Demonstration of Hyperledger Aries Cloud Agent

Overview

Since Hyperledger Aries was born in March, we continue seeing progress in the development. One implementation is the Aries Cloud Agent in Python. Though the development is still going on, some demos are provided, and among them, the OpenAPI demo gives us a better picture on how we interact with the cloud agent through APIs. This is the foundation to build application using the Aries cloud agent.

The description has already given us a very complete picture. Again, I write this article as an illustrative guide on this demo. With screen shots and explanation I hope you again grab some ideas on the agent itself, and from the OpenAPI we can understand how we can develop application on top of it.

Before the separation, the agent software is part of Hyperledger Indy. Since this March, the agent is taken out and accepted as a new project. Here is how Hyperledger Aries is created. Hyperledger Aries is the toolkit focusing on creating, transmitting, storing and verifying digital credentials. The aim of the separation comes with the vision that the agent software can be used on multiple ledger platforms (though today it only works with Indy ledger).

Here you can find the repository of Hyperledger Aries.

The Aries Cloud Agent - Python comes with a very handy OpenAPI (Swagger) interface. This provides the REST API interface when one develops controller interacting with the agent. Besides, OpenAPI also provides a nice user interface during development and demonstration.

The article does not provide the detail on the interface. In short, locate the right API (either GET or POST), press Try it out. Some API requires input the argument or the body, and use Execute to execute the API. Observe the Response for status or some useful information returned.

Refer here for more about OpenAPI used in Aries Cloud Agent - Python.

Demo Overview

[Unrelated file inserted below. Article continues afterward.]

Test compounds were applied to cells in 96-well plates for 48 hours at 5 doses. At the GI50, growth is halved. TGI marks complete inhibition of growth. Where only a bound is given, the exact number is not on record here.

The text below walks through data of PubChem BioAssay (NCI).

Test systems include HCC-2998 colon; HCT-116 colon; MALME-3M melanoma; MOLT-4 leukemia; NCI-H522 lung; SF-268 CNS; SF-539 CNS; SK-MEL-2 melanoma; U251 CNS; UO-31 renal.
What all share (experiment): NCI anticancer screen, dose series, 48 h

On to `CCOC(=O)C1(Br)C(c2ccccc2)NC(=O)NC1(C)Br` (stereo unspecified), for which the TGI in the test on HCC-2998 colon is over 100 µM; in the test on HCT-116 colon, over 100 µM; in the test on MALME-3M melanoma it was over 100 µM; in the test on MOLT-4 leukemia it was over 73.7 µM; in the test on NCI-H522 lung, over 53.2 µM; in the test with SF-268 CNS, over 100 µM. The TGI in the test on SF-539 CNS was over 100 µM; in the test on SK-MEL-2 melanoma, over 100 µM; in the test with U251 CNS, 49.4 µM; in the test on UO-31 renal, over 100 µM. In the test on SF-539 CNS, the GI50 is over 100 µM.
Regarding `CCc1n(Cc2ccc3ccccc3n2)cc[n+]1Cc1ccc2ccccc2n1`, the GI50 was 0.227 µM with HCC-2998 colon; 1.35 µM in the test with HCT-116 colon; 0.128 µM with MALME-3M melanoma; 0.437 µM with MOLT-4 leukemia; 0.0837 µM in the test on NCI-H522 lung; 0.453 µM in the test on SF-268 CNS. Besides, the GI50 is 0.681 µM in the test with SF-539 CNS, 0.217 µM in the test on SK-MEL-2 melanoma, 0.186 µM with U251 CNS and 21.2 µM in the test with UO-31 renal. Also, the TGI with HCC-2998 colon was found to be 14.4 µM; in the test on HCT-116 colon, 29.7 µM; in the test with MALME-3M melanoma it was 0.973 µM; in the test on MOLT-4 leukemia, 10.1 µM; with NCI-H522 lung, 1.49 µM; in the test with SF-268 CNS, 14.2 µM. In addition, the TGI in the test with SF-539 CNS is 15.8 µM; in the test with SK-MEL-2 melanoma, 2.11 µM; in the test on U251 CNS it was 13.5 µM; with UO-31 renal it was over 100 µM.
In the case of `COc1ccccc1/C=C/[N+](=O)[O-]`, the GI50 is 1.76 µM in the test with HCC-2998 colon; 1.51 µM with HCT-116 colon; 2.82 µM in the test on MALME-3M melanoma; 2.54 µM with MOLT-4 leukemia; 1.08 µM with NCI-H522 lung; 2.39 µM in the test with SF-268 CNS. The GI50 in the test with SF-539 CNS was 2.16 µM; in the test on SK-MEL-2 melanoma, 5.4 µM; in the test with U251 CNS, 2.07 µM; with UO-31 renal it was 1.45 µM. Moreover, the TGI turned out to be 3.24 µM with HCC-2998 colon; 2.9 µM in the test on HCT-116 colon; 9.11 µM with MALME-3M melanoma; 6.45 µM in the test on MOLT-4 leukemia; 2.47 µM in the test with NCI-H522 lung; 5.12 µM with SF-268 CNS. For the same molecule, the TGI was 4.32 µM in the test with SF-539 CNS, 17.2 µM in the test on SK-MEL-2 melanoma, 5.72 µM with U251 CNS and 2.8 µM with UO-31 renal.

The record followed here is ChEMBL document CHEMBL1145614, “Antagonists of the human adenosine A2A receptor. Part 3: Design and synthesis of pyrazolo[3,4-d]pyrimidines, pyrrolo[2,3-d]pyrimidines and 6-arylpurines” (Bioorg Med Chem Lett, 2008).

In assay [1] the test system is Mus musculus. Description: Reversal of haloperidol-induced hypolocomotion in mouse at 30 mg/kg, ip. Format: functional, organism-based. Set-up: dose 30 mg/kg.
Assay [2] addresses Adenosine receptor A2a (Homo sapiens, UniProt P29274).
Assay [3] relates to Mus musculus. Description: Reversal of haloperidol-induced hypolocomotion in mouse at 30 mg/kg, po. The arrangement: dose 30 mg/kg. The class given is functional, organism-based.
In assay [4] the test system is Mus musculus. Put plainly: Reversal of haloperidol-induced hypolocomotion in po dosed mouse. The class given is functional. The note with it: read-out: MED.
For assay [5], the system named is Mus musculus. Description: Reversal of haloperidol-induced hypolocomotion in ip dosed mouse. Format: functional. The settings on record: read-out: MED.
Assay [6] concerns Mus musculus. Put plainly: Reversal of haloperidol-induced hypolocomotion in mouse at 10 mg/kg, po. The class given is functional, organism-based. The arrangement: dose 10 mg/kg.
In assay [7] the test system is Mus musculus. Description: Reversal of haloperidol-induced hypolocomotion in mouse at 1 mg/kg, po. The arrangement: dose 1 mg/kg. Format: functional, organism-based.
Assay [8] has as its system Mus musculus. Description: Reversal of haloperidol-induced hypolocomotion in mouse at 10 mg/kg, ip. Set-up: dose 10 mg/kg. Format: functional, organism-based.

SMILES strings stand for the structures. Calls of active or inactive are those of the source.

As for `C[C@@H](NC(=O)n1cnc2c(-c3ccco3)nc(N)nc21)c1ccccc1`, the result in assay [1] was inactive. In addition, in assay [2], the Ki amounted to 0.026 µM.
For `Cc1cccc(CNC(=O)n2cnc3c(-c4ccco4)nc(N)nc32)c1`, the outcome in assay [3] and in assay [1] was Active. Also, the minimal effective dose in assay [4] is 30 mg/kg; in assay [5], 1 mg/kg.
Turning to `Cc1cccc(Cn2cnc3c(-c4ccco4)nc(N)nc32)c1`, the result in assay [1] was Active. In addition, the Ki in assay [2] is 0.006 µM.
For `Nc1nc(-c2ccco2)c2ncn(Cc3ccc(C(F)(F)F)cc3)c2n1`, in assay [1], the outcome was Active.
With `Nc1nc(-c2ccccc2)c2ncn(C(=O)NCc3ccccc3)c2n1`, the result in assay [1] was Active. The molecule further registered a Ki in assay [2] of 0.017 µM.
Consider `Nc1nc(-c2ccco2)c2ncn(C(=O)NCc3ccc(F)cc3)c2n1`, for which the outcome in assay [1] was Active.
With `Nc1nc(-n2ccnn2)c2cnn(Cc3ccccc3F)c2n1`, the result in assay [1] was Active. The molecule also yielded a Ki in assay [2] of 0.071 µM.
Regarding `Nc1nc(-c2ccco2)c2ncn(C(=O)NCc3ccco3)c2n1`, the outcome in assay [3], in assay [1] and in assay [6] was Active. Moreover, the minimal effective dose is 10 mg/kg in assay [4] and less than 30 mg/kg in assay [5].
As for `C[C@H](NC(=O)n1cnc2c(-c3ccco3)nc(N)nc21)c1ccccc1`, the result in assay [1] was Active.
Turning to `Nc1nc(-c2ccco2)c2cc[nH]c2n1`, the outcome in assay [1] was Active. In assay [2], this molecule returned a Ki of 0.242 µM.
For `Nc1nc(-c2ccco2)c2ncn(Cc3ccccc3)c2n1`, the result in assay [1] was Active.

I begin with the repository, but have made some modification. Therefore the code I am using in my GitHub repository, which is forked from the original code. Certain parts are added or modified. The change I have made is

  • comment out the invitation from Faber and Acme Agent (the invitation is done on OpenAPI)
  • change an attribute “age” to “average”, and the proof request is average greater or equal to 4
  • create a Bob agent, with the code copied and modified from Alice, the port is changed to 8050

The storyline is almost kept the same, except that we will have Bob now.

  • Organizations in this demo: Faber College and Acme Corp
  • Both Alice and Bob graduate from Faber College.
  • Acme Corp has a job opening, requiring an education qualification.
  • Alice and Bob apply Transcript from Faber College, which is in the format of credential.
  • Alice and Bob submits proof (presentation) to Acme Corp in order to meet the education requirement.

In implementation, there are four agents in this demo. Faber, Acme, Alice and Bob. All are running aca-py cloud agent, and during the demo we are using the OpenAPI to POST/GET their cloud agents. Each agent is implemented as a container in a local host.

Besides, we also need a ledger to store relevant information. In this demo we are using von-network, which implements an Indy ledger with four nodes. The von-network comes with pre-defined stewardship setup, and we simply use them.

We will walk through the demo in this flow.

  1. Preparation of Demo Setup
  2. Credential Issuance by Faber to Alice and Bob
  3. Proof presentation by Alice and Bob to Acme upon Acme’s Proof Request

This diagram summaries the interaction of various agents in credential issuance and proof presentation.

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Demo of credential issuance and proof presentation using Aries Cloud Agent - Python

Step 1: Preparation of Demo Setup

Open a terminal to bring up von-network.

git clone https://github.com/bcgov/von-network
cd von-network
./manage up

When the network is up and running we can open a browser and access the ledger by http://localhost:9000.

Then we bring out another four terminals, one for each cloud agent.

git clone https://github.com/kctam/acapy-alice-bob
cd acapy-alice-bob/demo
# on each terminal
./run_demo faber
./run_demo acme
./run_demo alice
./run_demo bob

Something is predefined on this demo

  • The Faber agent registers a public DID into the ledger, and creates a Schema “Degree Schema” and a Credential Definition based on this Schema
  • The Acme agent registers a public DID into the ledger
  • The public DIDs of Faber and Acme are written into the ledger. So are the schema and credential definition.
  • Both Alice and Bob agent do not register a public DID

We are using OpenAPI to send instruction to each agent. The port predefined in the client code is

  • Faber: 8021
  • Acme: 8041
  • Alice: 8031
  • Bob: 8051

Open browser using http://localhost:<port> for each agent in order to access the OpenAPI. With these four browsers, we are ready for the demonstration.

Obtain the DIDs of both Faber and Acme, and the schema and credential definition from the agent terminals.